Axis & Allies is a board game from Wizards of the Coast where players control one of the eponymous alliances of World War II. While not nearly as well-known as classics like Monopoly or Diplomacy, Axis & Allies has a pretty good following around the world, tending to be a fairly large draw at Gen Con. Devoted fans of the game created a fully independent website to honor and discuss Axis & Allies, which you can find here.
This is what a game of Axis & Allies looks like.
But I digress. The point is, Axis & Allies has an active, loving fanbase, and they’ve rabidly taken to the opportunities the Internet provides to play against other fans worldwide. Several virtual versions of Axis & Allies exist, from the 1998-9 Axis & Allies and its expansion Iron Blitz, based on the original Axis & Allies Classic, to the more recent versions which can be found at GameTableOnline. However, these options aren’t particularly enticing: the first is based solely on Classic and offers severely limited multiplayer, while the GTO version requires you to pay to play against other humans. I find TripleA, which I feel doesn’t qualify for italics [Editor’s Note: It’s a game name, I’m italicizing it], to be the best form of Axis & Allies available online. Created by A&A enthusiasts all the way back in 2002, it is available for download here for Windows, Mac, and Linux—completely free.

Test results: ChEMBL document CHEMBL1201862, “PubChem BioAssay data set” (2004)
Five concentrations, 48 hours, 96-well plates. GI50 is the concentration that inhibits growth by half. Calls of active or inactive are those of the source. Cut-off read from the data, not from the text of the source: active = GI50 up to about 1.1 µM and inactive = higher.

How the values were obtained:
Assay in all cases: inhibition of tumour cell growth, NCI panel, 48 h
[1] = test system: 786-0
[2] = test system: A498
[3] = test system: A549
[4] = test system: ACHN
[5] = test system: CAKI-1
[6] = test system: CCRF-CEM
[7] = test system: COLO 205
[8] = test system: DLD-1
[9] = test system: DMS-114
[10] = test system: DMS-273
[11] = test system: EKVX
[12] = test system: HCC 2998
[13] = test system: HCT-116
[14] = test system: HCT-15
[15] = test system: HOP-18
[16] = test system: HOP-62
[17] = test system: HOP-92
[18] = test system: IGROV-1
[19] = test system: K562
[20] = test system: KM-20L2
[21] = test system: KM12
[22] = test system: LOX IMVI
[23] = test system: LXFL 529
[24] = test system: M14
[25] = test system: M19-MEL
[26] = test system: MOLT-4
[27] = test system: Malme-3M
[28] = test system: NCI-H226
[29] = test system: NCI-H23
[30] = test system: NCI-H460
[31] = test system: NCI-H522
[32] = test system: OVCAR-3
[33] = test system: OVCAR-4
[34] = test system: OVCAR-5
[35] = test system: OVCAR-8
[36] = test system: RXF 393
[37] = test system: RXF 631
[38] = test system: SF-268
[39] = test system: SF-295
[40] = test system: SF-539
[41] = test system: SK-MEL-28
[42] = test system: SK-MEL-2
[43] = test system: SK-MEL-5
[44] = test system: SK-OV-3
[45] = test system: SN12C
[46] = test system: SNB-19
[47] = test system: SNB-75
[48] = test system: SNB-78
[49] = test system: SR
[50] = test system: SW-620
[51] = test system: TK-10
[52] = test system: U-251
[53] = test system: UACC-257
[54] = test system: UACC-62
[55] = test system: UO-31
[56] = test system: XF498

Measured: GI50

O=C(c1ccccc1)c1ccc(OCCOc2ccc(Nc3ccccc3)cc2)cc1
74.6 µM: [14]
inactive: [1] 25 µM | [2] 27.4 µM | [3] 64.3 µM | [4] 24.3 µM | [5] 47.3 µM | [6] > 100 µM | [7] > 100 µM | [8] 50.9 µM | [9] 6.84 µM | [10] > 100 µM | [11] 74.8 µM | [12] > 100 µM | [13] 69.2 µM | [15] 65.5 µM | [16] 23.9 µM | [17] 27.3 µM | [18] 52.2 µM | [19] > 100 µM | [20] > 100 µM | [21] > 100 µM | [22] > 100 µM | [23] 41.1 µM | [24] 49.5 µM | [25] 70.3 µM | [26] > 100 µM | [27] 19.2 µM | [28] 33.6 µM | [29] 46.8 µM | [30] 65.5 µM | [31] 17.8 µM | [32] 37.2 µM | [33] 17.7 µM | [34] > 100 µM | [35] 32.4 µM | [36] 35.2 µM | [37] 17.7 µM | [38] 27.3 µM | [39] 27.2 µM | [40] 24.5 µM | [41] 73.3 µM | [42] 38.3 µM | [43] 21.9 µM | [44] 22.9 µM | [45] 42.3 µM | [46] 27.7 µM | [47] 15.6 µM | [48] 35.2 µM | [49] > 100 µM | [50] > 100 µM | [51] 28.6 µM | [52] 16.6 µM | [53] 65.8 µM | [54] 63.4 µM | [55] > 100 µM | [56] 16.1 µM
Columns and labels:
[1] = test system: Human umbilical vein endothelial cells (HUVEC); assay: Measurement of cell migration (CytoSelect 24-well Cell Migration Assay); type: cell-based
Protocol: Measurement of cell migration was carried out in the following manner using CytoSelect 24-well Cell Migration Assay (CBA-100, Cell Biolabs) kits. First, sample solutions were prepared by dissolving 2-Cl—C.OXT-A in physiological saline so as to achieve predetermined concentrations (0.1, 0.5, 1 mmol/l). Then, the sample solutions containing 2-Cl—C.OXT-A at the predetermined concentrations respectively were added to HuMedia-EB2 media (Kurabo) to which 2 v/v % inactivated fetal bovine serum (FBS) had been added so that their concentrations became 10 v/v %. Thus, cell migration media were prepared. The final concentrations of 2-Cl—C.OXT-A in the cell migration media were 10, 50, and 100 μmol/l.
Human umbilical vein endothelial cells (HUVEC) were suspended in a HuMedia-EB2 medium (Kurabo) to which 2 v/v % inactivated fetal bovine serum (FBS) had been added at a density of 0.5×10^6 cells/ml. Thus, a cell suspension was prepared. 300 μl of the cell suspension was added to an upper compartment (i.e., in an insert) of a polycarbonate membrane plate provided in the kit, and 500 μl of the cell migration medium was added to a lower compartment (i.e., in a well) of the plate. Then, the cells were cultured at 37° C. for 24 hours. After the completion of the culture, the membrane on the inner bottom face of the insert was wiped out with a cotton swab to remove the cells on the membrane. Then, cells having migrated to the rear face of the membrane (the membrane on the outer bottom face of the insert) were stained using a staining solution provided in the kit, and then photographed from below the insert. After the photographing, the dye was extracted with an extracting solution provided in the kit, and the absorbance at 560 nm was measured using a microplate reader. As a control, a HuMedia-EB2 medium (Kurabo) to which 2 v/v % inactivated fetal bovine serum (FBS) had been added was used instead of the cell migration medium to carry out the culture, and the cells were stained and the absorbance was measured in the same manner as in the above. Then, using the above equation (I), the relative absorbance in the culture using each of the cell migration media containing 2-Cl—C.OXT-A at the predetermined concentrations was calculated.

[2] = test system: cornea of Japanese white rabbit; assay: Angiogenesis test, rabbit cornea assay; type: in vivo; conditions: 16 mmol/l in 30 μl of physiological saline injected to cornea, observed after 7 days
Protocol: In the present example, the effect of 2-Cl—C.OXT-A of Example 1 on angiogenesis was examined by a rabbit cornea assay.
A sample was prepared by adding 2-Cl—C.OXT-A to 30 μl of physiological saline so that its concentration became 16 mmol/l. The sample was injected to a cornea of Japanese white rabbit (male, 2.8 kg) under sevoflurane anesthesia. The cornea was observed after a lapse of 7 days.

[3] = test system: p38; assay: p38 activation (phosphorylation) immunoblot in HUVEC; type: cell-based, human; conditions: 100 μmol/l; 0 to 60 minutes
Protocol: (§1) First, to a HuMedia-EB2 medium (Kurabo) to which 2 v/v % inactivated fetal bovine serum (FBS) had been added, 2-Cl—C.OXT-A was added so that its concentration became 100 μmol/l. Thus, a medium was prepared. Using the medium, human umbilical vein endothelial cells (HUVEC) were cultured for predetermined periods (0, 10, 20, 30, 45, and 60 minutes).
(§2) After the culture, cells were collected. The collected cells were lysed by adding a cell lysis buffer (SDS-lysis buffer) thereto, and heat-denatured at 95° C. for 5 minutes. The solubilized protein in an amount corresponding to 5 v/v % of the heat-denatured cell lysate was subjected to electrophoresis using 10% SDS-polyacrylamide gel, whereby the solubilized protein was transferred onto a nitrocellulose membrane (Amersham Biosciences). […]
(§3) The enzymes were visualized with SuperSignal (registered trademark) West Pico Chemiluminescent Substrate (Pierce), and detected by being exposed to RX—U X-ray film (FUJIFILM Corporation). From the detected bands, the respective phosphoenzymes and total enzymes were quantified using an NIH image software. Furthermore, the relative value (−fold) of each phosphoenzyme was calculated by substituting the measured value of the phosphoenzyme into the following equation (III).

TripleA offers dozens of different Axis & Allies scenarios to play, from ones based off the actual WotC games to fan-created versions for the Napoleonic Wars, American Civil War and even Middle-earth.
“New World Order”, a WWII scenario set in the Atlantic-European theater.
Whatever the scenario, the games all basically play the same as their root Axis & Allies, with minor changes here and there to befit specific scenarios. If you’ve never played A&A, it basically boils down to “use your armies to conquer as many territories as possible, then take the money you get from those territories and build more armies”. Depending on the version you choose, you can do this with tanks, or zeppelins, or wooden battleships, or cave trolls. Personally my favorite game to play is “Great War”, a setting based on World War I with eight different powers to play as starting with a total of 845 units.
Besides the numerous scenarios, what makes TripleA so appealing is online play. You can play live against other A&A fans or by email, what with Axis & Allies being a turn-based game. Plenty of players also use the interesting method of using A&A.org‘s forums to play as well.
I’ve been an avid fan of Axis & Allies since 2010, and I happily recommend Axis & Allies—and TripleA—to any turn-based strategy fans out there. C’mon, give it a try! You never know what you’ll think.